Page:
The fishing wasn’t easy, at first. Because some of these small stream brook trout can be so, well, small, a few times we found ourselves casting to tiny dace minnows that were splashing at insect meals that were themselves so small that they couldn’t be identified either. But if we had any question of whether the brook trout in this stream might be stocked or not, when we found two inch brook trout on our size 22 dry flies it gave us that confident certainty, these were wild trout. After a couple pipsqueak brookies, we moved out of that tiny tributary stream and back onto the main creek, right around the time the sun was beginning to climb and the water starting to warm up a bit.
The fishing may have started slow, but once it turned on, it was ON. It became easier and easier to find brook trout with each cast. At the highest point in the afternoon, if Paul didn’t have a fish on his line, than most likely I did. And it didn’t seem to matter so much were we made our casts. I was fishing to pockets, Paul was drifting riffles, and we were both doing a lot of grinning. A lot of catching.
If you’re the type of angler that’s only happy catching big fish then small stream brook trout fishing probably isn’t for you. Most of these trout that we chase in these small waters average in the seven to ten inch range. They aren’t big, but what they lack in size is made up for not only in their spots and vermiculation, but in the spectacular post card settings that they normally call home. I’d also add that if you’re not into chasing small brook trout, that’s both too bad and great at the same time. Too bad for you, but great for guys like Paul and I. Because it means we hardly ever see other people in these places. Which, undoubtedly, would be the third reason besides the beautiful little fish and surroundings. The effort to find and get into such settings is reward enough, but add wild fish and no other people, and what’s not to love?
On our way back up stream Paul stopped to rest at the bottom of the last big pool we’d fished with the flat featureless bottom. I stood just downstream of him staring at a text book setting. The water existed the pool, tumbled down and narrowed, spilling into a deep trench that tucked under the collapsing flat rock wall. Everything told me there should be a brook trout hidden back under the undercut rock ledge where the white water could be flushing small minnows and insects right to it in complete cover. It was so perfect that I just knew… it was too good to be true.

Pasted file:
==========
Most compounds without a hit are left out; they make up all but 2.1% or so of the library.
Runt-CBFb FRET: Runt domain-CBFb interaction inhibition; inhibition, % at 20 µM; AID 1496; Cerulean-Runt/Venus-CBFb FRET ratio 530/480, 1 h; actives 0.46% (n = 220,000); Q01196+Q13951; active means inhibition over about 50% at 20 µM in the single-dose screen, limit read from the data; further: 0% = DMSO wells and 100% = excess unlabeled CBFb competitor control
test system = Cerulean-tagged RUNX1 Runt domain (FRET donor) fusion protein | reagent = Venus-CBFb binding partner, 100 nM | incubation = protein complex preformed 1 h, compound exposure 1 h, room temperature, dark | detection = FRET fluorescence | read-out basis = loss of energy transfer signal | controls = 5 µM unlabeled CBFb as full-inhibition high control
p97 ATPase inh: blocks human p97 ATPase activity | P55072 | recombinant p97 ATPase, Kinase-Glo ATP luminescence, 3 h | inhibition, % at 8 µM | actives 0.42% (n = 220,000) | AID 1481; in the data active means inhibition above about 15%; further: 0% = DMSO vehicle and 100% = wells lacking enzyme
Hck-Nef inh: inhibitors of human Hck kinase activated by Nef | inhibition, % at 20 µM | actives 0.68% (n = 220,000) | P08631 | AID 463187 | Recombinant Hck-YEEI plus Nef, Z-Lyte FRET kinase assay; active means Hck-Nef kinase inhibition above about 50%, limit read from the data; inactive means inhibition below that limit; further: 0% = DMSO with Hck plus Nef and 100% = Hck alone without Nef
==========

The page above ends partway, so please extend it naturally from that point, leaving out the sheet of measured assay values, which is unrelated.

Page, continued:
Paul looked at me and said something about it seeming like it would be a shame not to give it a shot, and he was right. Too good to be true or not, I tied on the smallest streamer I had, crouched, and made a bow and arrow cast sending the streamer back in deep at the top of the ledge and let it drift through. The fish of the day came out of that text book spot with a text book specific cast tailored just for such a scenario, a brookie with a bright orange belly and magnificent blue haloed spots. It was probably ten or eleven inches, shaped like a football, and full of piss and vinegar. It used every inch of the small run of stream to escape me, but I managed to get it to my net in the end.
Some things in life are too good to be true. It’s something we’ve all learned over and over along the way, and something we all ignore every now and then no matter how many times we’ve learned it. Why? Because sometimes it’s not too good to be true. And when it works out, in our minds it makes all the chances we’re going to take in the future completely worth it.
Mark Usyk is the author of two books, Reflections of a Fly Rod and his latest, Carp Are Jerks. Not just fishing stories, but stories about life where fishing happens. They can be purchased on Amazon, Barnes and Noble, and signed copies are available on this website… JPRossflyrods.com